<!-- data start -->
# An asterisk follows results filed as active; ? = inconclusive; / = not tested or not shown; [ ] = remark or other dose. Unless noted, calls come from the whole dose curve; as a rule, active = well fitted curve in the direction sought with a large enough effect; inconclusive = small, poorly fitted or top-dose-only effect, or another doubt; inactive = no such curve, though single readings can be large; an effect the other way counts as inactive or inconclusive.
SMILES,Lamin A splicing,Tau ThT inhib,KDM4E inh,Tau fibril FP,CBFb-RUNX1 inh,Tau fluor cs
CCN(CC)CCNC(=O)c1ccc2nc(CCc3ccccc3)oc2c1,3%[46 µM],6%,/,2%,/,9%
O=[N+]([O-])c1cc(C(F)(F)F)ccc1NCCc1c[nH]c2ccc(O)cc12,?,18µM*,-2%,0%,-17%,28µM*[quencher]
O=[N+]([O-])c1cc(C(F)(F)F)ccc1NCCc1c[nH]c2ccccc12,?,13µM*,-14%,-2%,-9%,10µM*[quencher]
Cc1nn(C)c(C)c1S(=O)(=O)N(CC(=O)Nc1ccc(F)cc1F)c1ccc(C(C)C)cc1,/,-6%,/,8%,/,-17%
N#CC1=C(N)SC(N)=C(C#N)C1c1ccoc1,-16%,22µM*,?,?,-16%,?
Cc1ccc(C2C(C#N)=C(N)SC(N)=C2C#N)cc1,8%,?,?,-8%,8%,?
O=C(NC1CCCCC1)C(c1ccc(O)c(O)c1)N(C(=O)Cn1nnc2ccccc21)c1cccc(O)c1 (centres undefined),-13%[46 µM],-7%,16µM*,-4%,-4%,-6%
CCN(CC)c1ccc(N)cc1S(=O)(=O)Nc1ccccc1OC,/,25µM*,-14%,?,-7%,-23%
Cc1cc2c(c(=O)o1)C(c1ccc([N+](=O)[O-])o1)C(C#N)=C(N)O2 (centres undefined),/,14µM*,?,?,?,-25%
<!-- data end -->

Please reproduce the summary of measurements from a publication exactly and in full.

# An asterisk follows results filed as active; ? = inconclusive; / = not tested or not shown; [ ] = remark or other dose. Unless noted, calls come from the whole dose curve; as a rule, active = well fitted curve in the direction sought with a large enough effect; inconclusive = small, poorly fitted or top-dose-only effect, or another doubt; inactive = no such curve, though single readings can be large; an effect the other way counts as inactive or inconclusive.
SMILES,Lamin A splicing,Tau ThT inhib,KDM4E inh,Tau fibril FP,CBFb-RUNX1 inh,Tau fluor cs
CCN(CC)CCNC(=O)c1ccc2nc(CCc3ccccc3)oc2c1,3%[46 µM],6%,/,2%,/,9%
O=[N+]([O-])c1cc(C(F)(F)F)ccc1NCCc1c[nH]c2ccc(O)cc12,?,18µM*,-2%,0%,-17%,28µM*[quencher]
O=[N+]([O-])c1cc(C(F)(F)F)ccc1NCCc1c[nH]c2ccccc12,?,13µM*,-14%,-2%,-9%,10µM*[quencher]
Cc1nn(C)c(C)c1S(=O)(=O)N(CC(=O)Nc1ccc(F)cc1F)c1ccc(C(C)C)cc1,/,-6%,/,8%,/,-17%
N#CC1=C(N)SC(N)=C(C#N)C1c1ccoc1,-16%,22µM*,?,?,-16%,?
Cc1ccc(C2C(C#N)=C(N)SC(N)=C2C#N)cc1,8%,?,?,-8%,8%,?
O=C(NC1CCCCC1)C(c1ccc(O)c(O)c1)N(C(=O)Cn1nnc2ccccc21)c1cccc(O)c1 (centres undefined),-13%[46 µM],-7%,16µM*,-4%,-4%,-6%
CCN(CC)c1ccc(N)cc1S(=O)(=O)Nc1ccccc1OC,/,25µM*,-14%,?,-7%,-23%
Cc1cc2c(c(=O)o1)C(c1ccc([N+](=O)[O-])o1)C(C#N)=C(N)O2 (centres undefined),/,14µM*,?,?,?,-25%